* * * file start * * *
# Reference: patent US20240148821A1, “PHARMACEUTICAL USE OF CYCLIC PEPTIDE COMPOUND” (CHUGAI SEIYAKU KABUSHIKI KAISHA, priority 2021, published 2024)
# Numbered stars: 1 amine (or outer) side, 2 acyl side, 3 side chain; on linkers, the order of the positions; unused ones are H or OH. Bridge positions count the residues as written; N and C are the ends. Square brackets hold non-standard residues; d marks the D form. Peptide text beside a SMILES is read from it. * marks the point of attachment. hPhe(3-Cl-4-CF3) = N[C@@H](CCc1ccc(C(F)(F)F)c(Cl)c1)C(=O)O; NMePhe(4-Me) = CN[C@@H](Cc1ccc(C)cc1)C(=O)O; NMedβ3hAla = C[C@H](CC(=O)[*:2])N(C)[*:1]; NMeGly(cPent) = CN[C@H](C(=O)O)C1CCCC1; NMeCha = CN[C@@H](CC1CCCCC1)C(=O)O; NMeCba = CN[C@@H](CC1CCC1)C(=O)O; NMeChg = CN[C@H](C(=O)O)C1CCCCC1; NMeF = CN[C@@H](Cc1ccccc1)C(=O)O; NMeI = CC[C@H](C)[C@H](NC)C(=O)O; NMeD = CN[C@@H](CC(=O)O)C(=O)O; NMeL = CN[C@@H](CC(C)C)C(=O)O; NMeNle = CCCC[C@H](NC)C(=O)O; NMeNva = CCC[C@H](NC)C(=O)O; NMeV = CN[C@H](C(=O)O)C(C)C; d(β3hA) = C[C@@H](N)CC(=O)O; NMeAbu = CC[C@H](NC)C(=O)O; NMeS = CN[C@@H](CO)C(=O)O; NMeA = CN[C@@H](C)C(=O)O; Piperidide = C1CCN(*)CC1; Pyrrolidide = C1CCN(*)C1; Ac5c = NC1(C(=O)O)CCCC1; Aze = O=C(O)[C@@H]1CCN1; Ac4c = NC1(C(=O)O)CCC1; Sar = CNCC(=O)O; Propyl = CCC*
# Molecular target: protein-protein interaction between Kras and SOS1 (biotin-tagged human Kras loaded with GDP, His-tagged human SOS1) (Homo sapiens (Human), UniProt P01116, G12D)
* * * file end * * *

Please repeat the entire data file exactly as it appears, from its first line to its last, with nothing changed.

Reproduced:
# Reference: patent US20240148821A1, “PHARMACEUTICAL USE OF CYCLIC PEPTIDE COMPOUND” (CHUGAI SEIYAKU KABUSHIKI KAISHA, priority 2021, published 2024)
# Numbered stars: 1 amine (or outer) side, 2 acyl side, 3 side chain; on linkers, the order of the positions; unused ones are H or OH. Bridge positions count the residues as written; N and C are the ends. Square brackets hold non-standard residues; d marks the D form. Peptide text beside a SMILES is read from it. * marks the point of attachment. hPhe(3-Cl-4-CF3) = N[C@@H](CCc1ccc(C(F)(F)F)c(Cl)c1)C(=O)O; NMePhe(4-Me) = CN[C@@H](Cc1ccc(C)cc1)C(=O)O; NMedβ3hAla = C[C@H](CC(=O)[*:2])N(C)[*:1]; NMeGly(cPent) = CN[C@H](C(=O)O)C1CCCC1; NMeCha = CN[C@@H](CC1CCCCC1)C(=O)O; NMeCba = CN[C@@H](CC1CCC1)C(=O)O; NMeChg = CN[C@H](C(=O)O)C1CCCCC1; NMeF = CN[C@@H](Cc1ccccc1)C(=O)O; NMeI = CC[C@H](C)[C@H](NC)C(=O)O; NMeD = CN[C@@H](CC(=O)O)C(=O)O; NMeL = CN[C@@H](CC(C)C)C(=O)O; NMeNle = CCCC[C@H](NC)C(=O)O; NMeNva = CCC[C@H](NC)C(=O)O; NMeV = CN[C@H](C(=O)O)C(C)C; d(β3hA) = C[C@@H](N)CC(=O)O; NMeAbu = CC[C@H](NC)C(=O)O; NMeS = CN[C@@H](CO)C(=O)O; NMeA = CN[C@@H](C)C(=O)O; Piperidide = C1CCN(*)CC1; Pyrrolidide = C1CCN(*)C1; Ac5c = NC1(C(=O)O)CCCC1; Aze = O=C(O)[C@@H]1CCN1; Ac4c = NC1(C(=O)O)CCC1; Sar = CNCC(=O)O; Propyl = CCC*
# Molecular target: protein-protein interaction between Kras and SOS1 (biotin-tagged human Kras loaded with GDP, His-tagged human SOS1) (Homo sapiens (Human), UniProt P01116, G12D)